Pyrgi Archaeological Dig Webcam
From September 2 to 30, one of the most intriguing archaeological sites in Lazio (near Santa Severa, 50 km. from Rome) will open to the public again.
The port and sanctuary of Pyrgi played a key role in the history of the Ancient Mediterranean. Caere, present day Cerveteri, was one of the most important Etruscan cities and grew wealthy through its control of maritime traffic. Pyrgi was the first landing port for those sailing the Tyrrhenian from the South.
The Sanctuary of Pyrgi is one of the few mentioned by ancient literary sources and is related to crucial historical events determining the political and economic balance of the Mediterranean area. The Greeks considered it sacred to Uni, identified with the Phoenician Astarte and the Greek Leucothea, the white goddess of the sea.
The area was developed from the 6 century BC when Thefarie Velianas, the Tyrant of Cerveteri, started the great project that in fifty years led to the erection of the monumental area.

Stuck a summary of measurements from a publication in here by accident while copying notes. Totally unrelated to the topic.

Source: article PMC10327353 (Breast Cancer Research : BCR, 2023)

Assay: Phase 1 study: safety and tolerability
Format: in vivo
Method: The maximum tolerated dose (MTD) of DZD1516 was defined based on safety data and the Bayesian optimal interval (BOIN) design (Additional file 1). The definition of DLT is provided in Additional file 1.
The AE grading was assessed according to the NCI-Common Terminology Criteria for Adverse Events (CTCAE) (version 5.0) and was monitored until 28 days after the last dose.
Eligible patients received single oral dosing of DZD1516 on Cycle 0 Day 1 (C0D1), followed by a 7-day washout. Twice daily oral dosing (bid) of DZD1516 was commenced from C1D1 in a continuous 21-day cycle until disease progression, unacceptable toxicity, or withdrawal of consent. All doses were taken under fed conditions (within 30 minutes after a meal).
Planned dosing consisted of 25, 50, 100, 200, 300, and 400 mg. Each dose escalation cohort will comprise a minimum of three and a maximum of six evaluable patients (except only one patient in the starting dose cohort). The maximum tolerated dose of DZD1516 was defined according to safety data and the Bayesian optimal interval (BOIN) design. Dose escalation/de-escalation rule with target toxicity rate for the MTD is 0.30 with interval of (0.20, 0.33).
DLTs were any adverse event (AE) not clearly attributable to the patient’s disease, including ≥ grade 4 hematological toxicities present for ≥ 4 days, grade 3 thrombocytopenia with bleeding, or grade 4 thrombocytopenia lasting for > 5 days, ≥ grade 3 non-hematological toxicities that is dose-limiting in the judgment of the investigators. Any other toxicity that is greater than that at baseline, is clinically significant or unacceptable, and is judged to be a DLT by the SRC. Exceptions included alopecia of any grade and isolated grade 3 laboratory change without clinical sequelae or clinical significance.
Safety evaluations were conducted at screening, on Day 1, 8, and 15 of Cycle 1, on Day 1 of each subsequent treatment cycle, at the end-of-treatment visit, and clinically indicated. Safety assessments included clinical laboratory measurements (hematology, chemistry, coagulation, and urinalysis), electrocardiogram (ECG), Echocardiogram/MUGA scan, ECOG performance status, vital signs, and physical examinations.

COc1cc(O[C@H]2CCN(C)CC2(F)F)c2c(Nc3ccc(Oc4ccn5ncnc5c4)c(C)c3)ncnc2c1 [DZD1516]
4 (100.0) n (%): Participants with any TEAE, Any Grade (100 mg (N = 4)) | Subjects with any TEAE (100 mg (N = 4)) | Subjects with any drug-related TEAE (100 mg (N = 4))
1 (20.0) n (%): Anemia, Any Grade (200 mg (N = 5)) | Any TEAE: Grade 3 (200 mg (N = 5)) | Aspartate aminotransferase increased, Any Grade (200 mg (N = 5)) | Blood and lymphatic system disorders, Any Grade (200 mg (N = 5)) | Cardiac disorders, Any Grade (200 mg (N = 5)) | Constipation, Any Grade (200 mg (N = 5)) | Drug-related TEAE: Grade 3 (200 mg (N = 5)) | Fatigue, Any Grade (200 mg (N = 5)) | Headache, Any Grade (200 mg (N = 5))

The archaeological mission, which has been conducted by Sapienza University for over 50 years old, have unearthed the remains of one of the most important ancient sanctuaries in Etruria, famous for its mention in Greek and Latin texts, just south of the Santa Severa Castle. Excavations at Pyrgi began in 1957 and the archaeological site has been used to train generations of Italian and foreign archaeologists.
Current excavations, which are underway in the area between the sanctuary and the port, are contributing to a better understanding of Pyrgi's urban structure (viability, cadastral division, neighbourhood organisation), possible defensive systems (evoked by the same Greek name "Pyrgoi" - the towers) and the relationship with the "Maritime Colony" founded by Romans in 273 BC.
Moreover, thanks to the collaboration amongst Sapienza University, the CNR Institute of Crystallography, MIBACT and the Regione Lazio, a live webcam allows anyone interested to view the archaeological activities every day from 8 am to 5 pm